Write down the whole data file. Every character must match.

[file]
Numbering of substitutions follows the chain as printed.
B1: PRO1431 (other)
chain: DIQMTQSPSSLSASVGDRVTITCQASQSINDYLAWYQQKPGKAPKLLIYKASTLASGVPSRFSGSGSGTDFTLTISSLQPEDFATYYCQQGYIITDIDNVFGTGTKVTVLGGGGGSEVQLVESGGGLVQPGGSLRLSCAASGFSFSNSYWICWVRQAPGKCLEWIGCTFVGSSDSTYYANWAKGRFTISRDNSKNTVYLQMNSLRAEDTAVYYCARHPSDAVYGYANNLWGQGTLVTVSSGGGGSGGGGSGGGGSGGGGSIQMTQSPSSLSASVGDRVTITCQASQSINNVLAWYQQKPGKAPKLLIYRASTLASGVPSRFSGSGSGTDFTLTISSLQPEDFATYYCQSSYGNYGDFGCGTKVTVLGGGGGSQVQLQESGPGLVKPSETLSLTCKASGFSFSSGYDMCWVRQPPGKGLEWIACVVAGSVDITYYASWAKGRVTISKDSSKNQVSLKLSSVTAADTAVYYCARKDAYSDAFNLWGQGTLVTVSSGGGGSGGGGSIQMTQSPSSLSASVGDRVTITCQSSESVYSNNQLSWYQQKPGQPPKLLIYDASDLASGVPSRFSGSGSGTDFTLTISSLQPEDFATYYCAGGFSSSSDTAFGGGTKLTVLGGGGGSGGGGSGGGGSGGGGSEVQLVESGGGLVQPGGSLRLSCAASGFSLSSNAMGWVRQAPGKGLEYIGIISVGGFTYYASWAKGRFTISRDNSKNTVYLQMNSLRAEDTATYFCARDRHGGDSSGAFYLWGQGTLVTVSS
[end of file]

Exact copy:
Numbering of substitutions follows the chain as printed.
B1: PRO1431 (other)
chain: DIQMTQSPSSLSASVGDRVTITCQASQSINDYLAWYQQKPGKAPKLLIYKASTLASGVPSRFSGSGSGTDFTLTISSLQPEDFATYYCQQGYIITDIDNVFGTGTKVTVLGGGGGSEVQLVESGGGLVQPGGSLRLSCAASGFSFSNSYWICWVRQAPGKCLEWIGCTFVGSSDSTYYANWAKGRFTISRDNSKNTVYLQMNSLRAEDTAVYYCARHPSDAVYGYANNLWGQGTLVTVSSGGGGSGGGGSGGGGSGGGGSIQMTQSPSSLSASVGDRVTITCQASQSINNVLAWYQQKPGKAPKLLIYRASTLASGVPSRFSGSGSGTDFTLTISSLQPEDFATYYCQSSYGNYGDFGCGTKVTVLGGGGGSQVQLQESGPGLVKPSETLSLTCKASGFSFSSGYDMCWVRQPPGKGLEWIACVVAGSVDITYYASWAKGRVTISKDSSKNQVSLKLSSVTAADTAVYYCARKDAYSDAFNLWGQGTLVTVSSGGGGSGGGGSIQMTQSPSSLSASVGDRVTITCQSSESVYSNNQLSWYQQKPGQPPKLLIYDASDLASGVPSRFSGSGSGTDFTLTISSLQPEDFATYYCAGGFSSSSDTAFGGGTKLTVLGGGGGSGGGGSGGGGSGGGGSEVQLVESGGGLVQPGGSLRLSCAASGFSLSSNAMGWVRQAPGKGLEYIGIISVGGFTYYASWAKGRFTISRDNSKNTVYLQMNSLRAEDTATYFCARDRHGGDSSGAFYLWGQGTLVTVSS